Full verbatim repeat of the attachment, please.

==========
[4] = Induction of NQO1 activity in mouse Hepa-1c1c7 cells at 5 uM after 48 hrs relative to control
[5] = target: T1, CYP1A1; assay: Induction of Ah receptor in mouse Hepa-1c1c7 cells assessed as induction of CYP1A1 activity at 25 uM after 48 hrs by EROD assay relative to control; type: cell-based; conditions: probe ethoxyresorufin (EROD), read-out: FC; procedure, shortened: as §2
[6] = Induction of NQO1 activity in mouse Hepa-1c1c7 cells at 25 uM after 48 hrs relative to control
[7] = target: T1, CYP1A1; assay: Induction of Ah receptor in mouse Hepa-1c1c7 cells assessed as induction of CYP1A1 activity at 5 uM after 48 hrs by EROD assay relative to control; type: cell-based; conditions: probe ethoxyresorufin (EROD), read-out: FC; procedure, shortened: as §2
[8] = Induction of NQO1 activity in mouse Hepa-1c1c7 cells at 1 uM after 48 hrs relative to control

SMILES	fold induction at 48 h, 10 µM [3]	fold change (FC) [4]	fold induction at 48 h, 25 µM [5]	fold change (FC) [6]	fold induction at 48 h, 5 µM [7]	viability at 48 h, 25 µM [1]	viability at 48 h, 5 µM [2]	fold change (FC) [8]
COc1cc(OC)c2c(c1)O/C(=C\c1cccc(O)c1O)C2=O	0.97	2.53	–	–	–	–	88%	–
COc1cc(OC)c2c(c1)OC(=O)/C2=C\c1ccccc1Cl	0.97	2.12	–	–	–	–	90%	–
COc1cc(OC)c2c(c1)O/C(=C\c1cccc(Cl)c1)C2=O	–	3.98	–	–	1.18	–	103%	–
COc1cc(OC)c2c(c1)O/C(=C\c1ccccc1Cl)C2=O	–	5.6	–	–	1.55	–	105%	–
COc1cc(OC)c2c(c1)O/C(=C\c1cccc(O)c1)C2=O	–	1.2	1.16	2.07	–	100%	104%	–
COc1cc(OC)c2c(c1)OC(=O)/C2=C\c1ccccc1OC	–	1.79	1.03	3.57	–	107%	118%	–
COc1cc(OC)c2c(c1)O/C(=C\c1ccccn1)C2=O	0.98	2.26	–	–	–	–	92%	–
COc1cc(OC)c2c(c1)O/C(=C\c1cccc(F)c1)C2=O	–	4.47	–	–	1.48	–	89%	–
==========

[4] = Induction of NQO1 activity in mouse Hepa-1c1c7 cells at 5 uM after 48 hrs relative to control
[5] = target: T1, CYP1A1; assay: Induction of Ah receptor in mouse Hepa-1c1c7 cells assessed as induction of CYP1A1 activity at 25 uM after 48 hrs by EROD assay relative to control; type: cell-based; conditions: probe ethoxyresorufin (EROD), read-out: FC; procedure, shortened: as §2
[6] = Induction of NQO1 activity in mouse Hepa-1c1c7 cells at 25 uM after 48 hrs relative to control
[7] = target: T1, CYP1A1; assay: Induction of Ah receptor in mouse Hepa-1c1c7 cells assessed as induction of CYP1A1 activity at 5 uM after 48 hrs by EROD assay relative to control; type: cell-based; conditions: probe ethoxyresorufin (EROD), read-out: FC; procedure, shortened: as §2
[8] = Induction of NQO1 activity in mouse Hepa-1c1c7 cells at 1 uM after 48 hrs relative to control

SMILES	fold induction at 48 h, 10 µM [3]	fold change (FC) [4]	fold induction at 48 h, 25 µM [5]	fold change (FC) [6]	fold induction at 48 h, 5 µM [7]	viability at 48 h, 25 µM [1]	viability at 48 h, 5 µM [2]	fold change (FC) [8]
COc1cc(OC)c2c(c1)O/C(=C\c1cccc(O)c1O)C2=O	0.97	2.53	–	–	–	–	88%	–
COc1cc(OC)c2c(c1)OC(=O)/C2=C\c1ccccc1Cl	0.97	2.12	–	–	–	–	90%	–
COc1cc(OC)c2c(c1)O/C(=C\c1cccc(Cl)c1)C2=O	–	3.98	–	–	1.18	–	103%	–
COc1cc(OC)c2c(c1)O/C(=C\c1ccccc1Cl)C2=O	–	5.6	–	–	1.55	–	105%	–
COc1cc(OC)c2c(c1)O/C(=C\c1cccc(O)c1)C2=O	–	1.2	1.16	2.07	–	100%	104%	–
COc1cc(OC)c2c(c1)OC(=O)/C2=C\c1ccccc1OC	–	1.79	1.03	3.57	–	107%	118%	–
COc1cc(OC)c2c(c1)O/C(=C\c1ccccn1)C2=O	0.98	2.26	–	–	–	–	92%	–
COc1cc(OC)c2c(c1)O/C(=C\c1cccc(F)c1)C2=O	–	4.47	–	–	1.48	–	89%	–